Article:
How a Contract Instructional Designer Will Improve Your Corporate Training Programs
Training and development programs are becoming more important as organizations continue to adopt digital transformation strategies. After all, digital transformation often means that employees are using new software or accessing information in a way they’re not used to.
To succeed in their roles, employees need engaging training programs that teach them how to use new software or access information efficiently.
Unfortunately, most companies struggle with finding the time and resources to address this need. This is where Contract Instructional Designers come into play. Instructional designers help organizations design and deliver courses and training materials to optimize employee learning. Contracting an instructional designer is valuable for organizations that lack the internal resources to develop effective training programs.
How does a contract instructional designer leverage your corporate training programs?
Onboarding and training
First and foremost, instructional designers can create onboarding and training programs. These programs focus on teaching employees everything they need to know to become productive as quickly as possible. New employees are often expected to take over tasks from another person. This can overwhelm employees and cause uncertainty about their role and the manager's expectations. By creating onboarding and training programs, contract instructional designers are equipped to help new team members feel empowered and confident about their work.
This can include everything from teaching employees how to use the company's software to how to reach their role’s specific goals.
Equipment, software, and other tools
Equipment, software, and other training tools are sometimes overlooked when it comes to training programs. In addition, outdated computers and slow or low-quality software minimize learning and frustrate employees.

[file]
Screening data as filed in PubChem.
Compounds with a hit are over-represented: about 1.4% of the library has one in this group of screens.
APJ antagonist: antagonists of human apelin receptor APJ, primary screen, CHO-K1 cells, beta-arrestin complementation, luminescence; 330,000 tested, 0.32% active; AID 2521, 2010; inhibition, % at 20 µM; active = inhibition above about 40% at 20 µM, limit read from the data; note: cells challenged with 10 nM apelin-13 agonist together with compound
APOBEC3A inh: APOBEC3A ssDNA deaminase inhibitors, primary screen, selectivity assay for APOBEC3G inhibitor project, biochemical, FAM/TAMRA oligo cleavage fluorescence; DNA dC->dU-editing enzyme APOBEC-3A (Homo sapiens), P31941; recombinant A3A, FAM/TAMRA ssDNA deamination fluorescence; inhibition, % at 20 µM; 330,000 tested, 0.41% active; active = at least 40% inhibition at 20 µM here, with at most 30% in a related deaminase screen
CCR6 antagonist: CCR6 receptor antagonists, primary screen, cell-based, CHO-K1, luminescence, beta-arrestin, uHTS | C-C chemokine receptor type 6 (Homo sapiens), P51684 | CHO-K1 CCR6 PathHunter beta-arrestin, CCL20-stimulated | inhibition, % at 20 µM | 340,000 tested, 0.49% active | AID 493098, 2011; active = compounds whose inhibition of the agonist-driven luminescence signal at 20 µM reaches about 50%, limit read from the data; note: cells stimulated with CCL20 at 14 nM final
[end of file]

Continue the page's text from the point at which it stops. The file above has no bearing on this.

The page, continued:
Contract instructional designers manage this issue by ensuring that training solutions are easy to use and up to date, whether it’s computer software or an instructor’s audio. This is important when training is in person, but it’s also crucial for online or remote training where employees might not have access to immediate in-person support.
Specialized industry knowledge
Contract instructional designers have in-depth industry knowledge in corporate training—something most organizations lack without a dedicated instructional designer. IDs bring a unique perspective to training programs, recognizing learning gaps that an organization might have otherwise overlooked, Because of their experience, they’re also equipped to provide more engaging training solutions that meet your employees’ specific requirements.
This industry knowledge is also crucial when the company is undergoing digital transformation and may be using unfamiliar software. In this case, contract instructional designers are familiar with industry software and can provide expert tips and tricks to get employees up and running more effectively.
For exampe, if you've ever hired new staff, you’ll probably understand the value of a training needs assessment. A needs assessment evaluates a role’s duties and expectations, determining exactly what a new hire needs to succeed. Contract instructional designers typically perform needs assessments during the initial stages of developing a training program. This helps the designer understand how to approach the program, from assessing required tools, software to what tasks each employee performs.
IDs work with managers and employees to improve employee onboarding and streamline learning curves. Training needs assessments can involve consulting directly with employees to understand their engagement level and duties. Instructional Designers can also create a plan for future training programs after the initial training program is complete.
Some Instructional Designers have project managment skills. They can help address any obstacles that might affect the success of a training program—like software interruptions or scheduling conflicts. IDs posses the communication and organization skills needed to see a program through to completion. If your organization struggles to meet training timelines and address learning needs, a Contract Instructional Designer can not only design the program but also ensure that it runs smoothly.
A Contract Instructional Designer is a valuable asset to any organization that requires corporate training programs. Specialized in training design and development, these experts offer a variety of skills and expertise to ensure that employees navigate new learning requirements effectively.